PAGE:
Within the past 10 years, the quest for cancer treatments that genetically alter cells in a patient’s immune system has attracted millions in grants and private investments, generated fierce competition in research labs and drug companies, and are now becoming the subject of headlines.
The race to bring such therapies to market hit a major milestone when an FDA panel this month unanimously recommended approval of such a treatment for a type of leukemia, a so-called CAR-T therapy submitted by pharmaceutical giant Novartis. The results from trials are fairly astounding, and doctors are uncharacteristically enthusiastic about the potential for this and similar treatments that may follow for other diseases.
Efforts to alter the immune system to fight cancer have been in the works for decades, but it wasn’t until 2011 when a breakthrough in a small clinical trial led by Dr. Carl June at the University of Pennsylvania accelerated progress, followed by a flurry of trials, research partnerships, and several million in government and industry funding. Penn would go on to license a resulting treatment to Novartis and establish an R&D partnership with the firm.
But years before the technique became so prominent, now pursued by most major drug companies, June’s work was funded by some philanthropic sources open to supporting very specific, unproven areas of research.
In particular, the Alliance for Cancer Gene Therapy (ACGT) was an early backer of June’s gene therapy work. ACGT is a research grantmaker started by therapist Barbara Netter and Edward Netter, an investment banker who has since passed. The couple’s daughter-in-law died of breast cancer, and not long after, in 2001, the couple founded the charity after seeing a talk on the potential of gene therapy.
It's the kind of story we hear about all the time in giving for medical research: a family loss, wealthy donors who want to make a difference, and a willingness to take risks in the search for a breakthrough.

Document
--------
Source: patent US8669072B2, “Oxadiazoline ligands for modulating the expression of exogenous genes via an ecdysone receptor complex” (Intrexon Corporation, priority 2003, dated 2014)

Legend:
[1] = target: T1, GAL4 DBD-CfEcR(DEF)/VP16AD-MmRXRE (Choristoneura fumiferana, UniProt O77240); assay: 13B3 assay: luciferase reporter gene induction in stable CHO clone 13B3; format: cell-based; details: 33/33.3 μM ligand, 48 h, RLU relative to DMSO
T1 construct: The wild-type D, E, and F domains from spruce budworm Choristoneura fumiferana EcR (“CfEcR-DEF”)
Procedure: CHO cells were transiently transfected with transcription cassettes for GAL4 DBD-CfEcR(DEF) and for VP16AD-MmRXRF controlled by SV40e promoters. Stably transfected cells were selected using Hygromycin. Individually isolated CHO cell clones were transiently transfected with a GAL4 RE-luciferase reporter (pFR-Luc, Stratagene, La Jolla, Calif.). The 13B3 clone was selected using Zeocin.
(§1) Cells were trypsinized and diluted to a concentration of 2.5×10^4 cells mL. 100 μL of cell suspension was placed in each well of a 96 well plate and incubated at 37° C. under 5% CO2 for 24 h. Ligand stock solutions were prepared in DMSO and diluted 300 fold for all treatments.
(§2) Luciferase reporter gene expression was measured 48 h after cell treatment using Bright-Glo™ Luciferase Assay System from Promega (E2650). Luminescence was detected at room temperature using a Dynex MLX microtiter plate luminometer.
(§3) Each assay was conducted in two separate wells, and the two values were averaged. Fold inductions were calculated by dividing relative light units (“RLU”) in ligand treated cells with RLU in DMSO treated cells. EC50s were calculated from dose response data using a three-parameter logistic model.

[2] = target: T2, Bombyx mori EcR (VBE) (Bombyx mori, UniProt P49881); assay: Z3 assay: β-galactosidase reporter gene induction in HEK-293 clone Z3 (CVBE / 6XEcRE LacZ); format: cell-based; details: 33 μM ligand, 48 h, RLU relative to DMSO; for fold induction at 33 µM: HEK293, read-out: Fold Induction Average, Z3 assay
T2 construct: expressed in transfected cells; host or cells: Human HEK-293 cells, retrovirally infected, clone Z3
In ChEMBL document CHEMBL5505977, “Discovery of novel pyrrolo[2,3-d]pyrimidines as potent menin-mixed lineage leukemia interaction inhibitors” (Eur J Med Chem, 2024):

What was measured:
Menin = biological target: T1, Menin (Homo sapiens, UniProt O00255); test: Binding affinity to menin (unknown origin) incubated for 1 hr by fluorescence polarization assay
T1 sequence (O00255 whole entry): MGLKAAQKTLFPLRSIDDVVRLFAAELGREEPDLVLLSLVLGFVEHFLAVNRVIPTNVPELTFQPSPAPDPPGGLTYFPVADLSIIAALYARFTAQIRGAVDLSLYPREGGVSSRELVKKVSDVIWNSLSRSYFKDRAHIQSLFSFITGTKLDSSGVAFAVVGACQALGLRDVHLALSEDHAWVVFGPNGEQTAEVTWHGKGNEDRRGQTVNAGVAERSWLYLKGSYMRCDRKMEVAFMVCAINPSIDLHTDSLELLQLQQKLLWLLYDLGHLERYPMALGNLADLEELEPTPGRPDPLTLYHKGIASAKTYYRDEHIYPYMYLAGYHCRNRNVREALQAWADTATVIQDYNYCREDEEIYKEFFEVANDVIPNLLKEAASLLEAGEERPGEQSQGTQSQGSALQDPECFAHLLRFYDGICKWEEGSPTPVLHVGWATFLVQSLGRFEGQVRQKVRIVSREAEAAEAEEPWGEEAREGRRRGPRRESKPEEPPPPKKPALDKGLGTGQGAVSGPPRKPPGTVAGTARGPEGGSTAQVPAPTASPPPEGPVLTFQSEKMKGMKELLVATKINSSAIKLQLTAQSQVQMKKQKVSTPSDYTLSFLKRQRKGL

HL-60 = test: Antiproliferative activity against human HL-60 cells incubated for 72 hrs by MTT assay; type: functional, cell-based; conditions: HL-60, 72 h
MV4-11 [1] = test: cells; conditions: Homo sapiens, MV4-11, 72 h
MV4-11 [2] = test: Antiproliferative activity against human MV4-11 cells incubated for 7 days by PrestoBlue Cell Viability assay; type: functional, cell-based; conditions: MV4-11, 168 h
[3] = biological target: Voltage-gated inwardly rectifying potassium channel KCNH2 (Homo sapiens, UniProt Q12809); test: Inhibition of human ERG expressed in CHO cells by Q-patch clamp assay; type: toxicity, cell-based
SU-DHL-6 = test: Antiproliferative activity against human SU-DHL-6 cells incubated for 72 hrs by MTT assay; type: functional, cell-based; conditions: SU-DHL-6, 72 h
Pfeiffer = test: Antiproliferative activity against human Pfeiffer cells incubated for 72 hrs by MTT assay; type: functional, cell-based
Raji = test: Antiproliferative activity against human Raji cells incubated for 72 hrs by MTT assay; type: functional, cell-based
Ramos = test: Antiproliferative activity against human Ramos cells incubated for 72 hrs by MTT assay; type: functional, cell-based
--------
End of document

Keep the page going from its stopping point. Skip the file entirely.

ACGT has a very narrow focus, solely backing work in gene therapy and cell treatments for cancer, a field that always showed exciting potential, but had failed to deliver until relatively recently. ACGT is quite small, having granted $27 million since it launched, including fellowship support for Carl June in 2004 and again in 2008.
Now a superstar in the cancer research world, June said in a recent release from ACGT, “When other organizations, including the NIH, considered gene therapy too risky, ACGT believed in the science and funded us when no one else would. ACGT really kept us going and kept the research alive. Without them, we wouldn’t have had a clinical trial and I don’t think we’d be where we are today.”
Another specialized, early supporter of June and the University of Pennsylvania’s work is the Leukemia & Lymphoma Society, a charity founded in 1949 by a family that lost a teenage son to leukemia. The LLS has given $21 million to June’s lab since 1998. In 2012, when Penn announced its partnership with Novartis to the tune of $20 million to advance its immunotherapy work, the university released a statement acknowledging the contribution of the nonprofit.
The case of June’s work and the evolution of its funding sources is a useful example of the impact science philanthropy can make. Long before this field of cancer research exploded, it was funded by these small, focused backers motivated by personal experience and willing to give highly focused attention to one area. Once a particular approach struck oil (reducing the risk and increasing likelihood of profit), other, larger sources of funding in government and industry stepped in at higher levels to take it across the finish line.
The other thing that’s apparent from the backstory of this breakthrough is the competitive and collaborative nature of science research, for both the scientists doing the work and the funding sources behind them. It might seem like a straight line from grants to industry to FDA, but that’s nowhere near the case. June’s work at Penn received backing from a number of sources over its many stages. And ACGT has made dozens of grants, with no way of knowing which if any would produce results. It can be quite difficult for science donors to know what impact their giving is making.
Meanwhile, researchers all over the world are pursuing related research that may yield comparable or more significant advances, and each lab has its own patchwork of funding sources. Even one lab’s work doesn’t happen in isolation. In fact, there was a dispute over some of June’s publications in which a key contributor was not given credit, prompting corrections.
Of course, funding also has a way of building on itself. Just last year, tech billionaire Sean Parker entered this space in a big way, committing $250 million for a new institute devoted to immunotherapy treatments for cancer across six universities and research centers, including Penn. Stanford just landed a $10 million gift from tech donor Jeffrey Rothschild for related work.
Behind such a big breakthrough, there’s a complex web of investigators and funding sources supporting it. At the end of the day, science philanthropy (even something that seems as big as Parker's initiative) is just one piece of what it takes to allow progress to unfold. But this particular development shows how even small, targeted support can contribute to something groundbreaking.